Hydrogen-powered train trial begins in the United KingdomOctober 7, 2020
This represents the latest step the UK is taking to use H2 for renewable energy transportation.
The UK has started the trial of a hydrogen-powered train. The vehicle’s initial journey was completed successfully, having traveled between the West Midlands locations of Long Marston and Evesham.
The HydroFLEX train was developed by a University of Birmingham and Porterbrook team.
The HydroFLEX hydrogen-powered train was fitted with several forms of technology within one of its carriages. Among this tech includes a fuel cell, a hydrogen fuel tank, and lithium ion batteries to store the generated electricity. The goal is to be able to use the technology to retrofit the UK’s existing trains by 2023.
A recent statement published on the University of Birmingham and the UK government’s websites explained that the university was also: “developing a hydrogen and battery powered module that can be fitted underneath the train.” The purpose behind this particular change is to make sure that there is more room within the carriage for hosting the passengers themselves.
Within the published announcement, Porterbrook described the trial use vehicle as the “demonstrator unit.” The firm cited customer demand when it stated that it intended to begin producing the HydroFLEX. It stated that this version would “be configured for operation using both overhead-electric-wires and hydrogen for non-electrified routes.”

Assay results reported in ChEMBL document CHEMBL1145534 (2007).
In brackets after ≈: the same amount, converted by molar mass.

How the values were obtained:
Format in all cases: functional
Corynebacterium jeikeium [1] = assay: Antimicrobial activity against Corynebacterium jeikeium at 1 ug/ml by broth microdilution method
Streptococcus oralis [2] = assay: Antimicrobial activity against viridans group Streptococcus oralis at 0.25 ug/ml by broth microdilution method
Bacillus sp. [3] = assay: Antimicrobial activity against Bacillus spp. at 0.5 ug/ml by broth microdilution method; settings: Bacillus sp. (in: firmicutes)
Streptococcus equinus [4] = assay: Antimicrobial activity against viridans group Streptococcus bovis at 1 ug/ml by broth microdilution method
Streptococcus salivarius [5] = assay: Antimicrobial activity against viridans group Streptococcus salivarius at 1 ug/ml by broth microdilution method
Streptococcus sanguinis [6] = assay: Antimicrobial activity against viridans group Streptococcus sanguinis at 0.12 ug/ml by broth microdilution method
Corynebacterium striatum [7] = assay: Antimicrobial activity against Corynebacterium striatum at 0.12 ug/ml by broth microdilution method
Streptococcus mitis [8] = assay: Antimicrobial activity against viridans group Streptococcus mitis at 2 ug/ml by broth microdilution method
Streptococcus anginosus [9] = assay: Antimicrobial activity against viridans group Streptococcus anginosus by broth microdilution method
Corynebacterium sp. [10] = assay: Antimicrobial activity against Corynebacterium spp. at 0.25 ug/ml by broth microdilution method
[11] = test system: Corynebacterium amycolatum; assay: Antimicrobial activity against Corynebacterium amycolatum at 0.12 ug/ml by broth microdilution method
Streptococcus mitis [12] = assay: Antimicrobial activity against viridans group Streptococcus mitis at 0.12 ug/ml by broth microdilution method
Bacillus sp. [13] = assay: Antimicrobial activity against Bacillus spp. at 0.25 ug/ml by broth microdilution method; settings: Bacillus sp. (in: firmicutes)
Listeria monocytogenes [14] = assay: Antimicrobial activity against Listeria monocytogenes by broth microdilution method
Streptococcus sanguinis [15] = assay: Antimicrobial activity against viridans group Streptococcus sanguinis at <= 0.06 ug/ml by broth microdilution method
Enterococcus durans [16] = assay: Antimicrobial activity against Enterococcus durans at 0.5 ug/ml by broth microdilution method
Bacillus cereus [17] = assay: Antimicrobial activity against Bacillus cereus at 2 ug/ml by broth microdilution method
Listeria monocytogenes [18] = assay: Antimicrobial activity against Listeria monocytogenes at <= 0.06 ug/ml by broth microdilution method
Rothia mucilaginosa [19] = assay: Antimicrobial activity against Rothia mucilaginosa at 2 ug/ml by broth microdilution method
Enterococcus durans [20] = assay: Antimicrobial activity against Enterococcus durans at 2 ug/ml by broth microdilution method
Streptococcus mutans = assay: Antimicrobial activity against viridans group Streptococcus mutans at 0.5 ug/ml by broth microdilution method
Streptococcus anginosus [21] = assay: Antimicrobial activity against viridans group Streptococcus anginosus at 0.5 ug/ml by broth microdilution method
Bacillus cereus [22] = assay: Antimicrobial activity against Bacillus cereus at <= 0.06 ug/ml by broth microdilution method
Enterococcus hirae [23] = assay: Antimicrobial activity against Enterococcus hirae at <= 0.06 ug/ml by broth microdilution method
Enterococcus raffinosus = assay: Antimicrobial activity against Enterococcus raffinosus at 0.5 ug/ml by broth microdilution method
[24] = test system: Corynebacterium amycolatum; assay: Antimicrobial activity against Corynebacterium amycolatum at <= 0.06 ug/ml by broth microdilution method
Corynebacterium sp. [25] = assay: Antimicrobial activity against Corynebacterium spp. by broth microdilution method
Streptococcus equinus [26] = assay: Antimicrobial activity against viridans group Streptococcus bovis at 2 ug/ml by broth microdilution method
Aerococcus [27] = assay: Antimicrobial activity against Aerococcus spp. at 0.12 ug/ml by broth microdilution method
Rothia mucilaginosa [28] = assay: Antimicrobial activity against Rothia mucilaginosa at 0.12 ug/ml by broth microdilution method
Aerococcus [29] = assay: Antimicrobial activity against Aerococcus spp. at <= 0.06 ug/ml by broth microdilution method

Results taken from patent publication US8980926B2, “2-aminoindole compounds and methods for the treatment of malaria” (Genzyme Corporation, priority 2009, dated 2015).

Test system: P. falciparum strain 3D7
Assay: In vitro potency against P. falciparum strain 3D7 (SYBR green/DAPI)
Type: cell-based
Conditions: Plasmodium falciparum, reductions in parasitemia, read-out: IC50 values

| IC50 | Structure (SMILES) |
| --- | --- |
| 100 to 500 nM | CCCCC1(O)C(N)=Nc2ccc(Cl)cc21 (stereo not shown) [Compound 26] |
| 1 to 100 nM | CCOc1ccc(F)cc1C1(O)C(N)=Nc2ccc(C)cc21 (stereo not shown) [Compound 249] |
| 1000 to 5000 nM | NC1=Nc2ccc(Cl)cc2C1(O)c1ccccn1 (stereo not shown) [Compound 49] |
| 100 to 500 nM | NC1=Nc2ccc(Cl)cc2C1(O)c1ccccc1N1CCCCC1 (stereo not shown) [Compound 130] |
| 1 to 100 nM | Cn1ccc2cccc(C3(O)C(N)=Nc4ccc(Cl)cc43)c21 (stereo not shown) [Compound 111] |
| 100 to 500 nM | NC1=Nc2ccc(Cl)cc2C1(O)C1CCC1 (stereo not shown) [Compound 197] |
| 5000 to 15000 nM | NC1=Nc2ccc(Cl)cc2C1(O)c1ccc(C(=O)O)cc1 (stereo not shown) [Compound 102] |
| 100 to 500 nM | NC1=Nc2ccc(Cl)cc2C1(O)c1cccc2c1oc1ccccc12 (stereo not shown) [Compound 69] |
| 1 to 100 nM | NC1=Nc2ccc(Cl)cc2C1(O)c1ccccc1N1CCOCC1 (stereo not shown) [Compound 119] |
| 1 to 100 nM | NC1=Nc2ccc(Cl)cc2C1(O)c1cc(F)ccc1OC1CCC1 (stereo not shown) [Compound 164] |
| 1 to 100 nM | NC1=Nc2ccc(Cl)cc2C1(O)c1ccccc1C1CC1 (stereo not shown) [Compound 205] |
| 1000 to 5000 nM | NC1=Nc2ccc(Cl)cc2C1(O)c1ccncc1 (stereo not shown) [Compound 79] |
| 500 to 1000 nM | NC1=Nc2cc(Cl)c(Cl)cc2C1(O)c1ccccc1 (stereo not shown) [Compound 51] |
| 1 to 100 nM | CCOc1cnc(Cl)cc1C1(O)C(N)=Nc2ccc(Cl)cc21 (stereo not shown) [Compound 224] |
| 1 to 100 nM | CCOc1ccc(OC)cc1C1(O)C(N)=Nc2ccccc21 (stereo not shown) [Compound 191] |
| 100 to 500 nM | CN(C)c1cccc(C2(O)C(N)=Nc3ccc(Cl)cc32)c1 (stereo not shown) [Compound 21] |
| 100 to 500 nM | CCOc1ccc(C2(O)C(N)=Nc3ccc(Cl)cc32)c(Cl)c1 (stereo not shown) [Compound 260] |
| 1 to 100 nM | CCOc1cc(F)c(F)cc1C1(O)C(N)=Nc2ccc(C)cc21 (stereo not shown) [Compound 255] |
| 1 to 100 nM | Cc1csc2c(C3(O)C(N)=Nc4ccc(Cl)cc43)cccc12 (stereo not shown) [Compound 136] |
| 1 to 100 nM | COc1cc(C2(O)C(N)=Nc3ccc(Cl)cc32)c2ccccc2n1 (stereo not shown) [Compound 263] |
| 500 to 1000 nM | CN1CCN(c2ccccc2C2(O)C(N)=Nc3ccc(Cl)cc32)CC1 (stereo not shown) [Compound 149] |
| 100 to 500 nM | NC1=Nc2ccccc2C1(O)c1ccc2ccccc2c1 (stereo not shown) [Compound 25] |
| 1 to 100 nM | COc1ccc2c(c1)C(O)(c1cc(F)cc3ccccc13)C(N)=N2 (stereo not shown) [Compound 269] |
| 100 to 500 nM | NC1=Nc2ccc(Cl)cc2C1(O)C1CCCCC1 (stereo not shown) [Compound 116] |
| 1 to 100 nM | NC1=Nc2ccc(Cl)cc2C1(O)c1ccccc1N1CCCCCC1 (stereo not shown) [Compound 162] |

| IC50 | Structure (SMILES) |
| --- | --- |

The hydrogen-powered train trials are supported by a UK Department of Transport grant.
The Department of Transport backed the trials with a grant of £750,000 (which is about $962,362). This is above and beyond the over £1 million in investments that have already been made into the project by the University of Birmingham and Porterbrook.
This news has arrived on the heels of several similar announcements that have been made across Europe as trains using H2 are tested in several places across the continent. The Coradia iLint by Alstom has been making particularly notable headlines, having successfully completed its testing periods in Germany and Austria.
Beyond hydrogen-powered train successes, this recent news also occurred just after a hydrogen fuel cell passenger plane successfully completed its first flight, also in England. Just a few days before that, Airbus announced that it was developing three concept planes using H2, which could enter their service by 2035.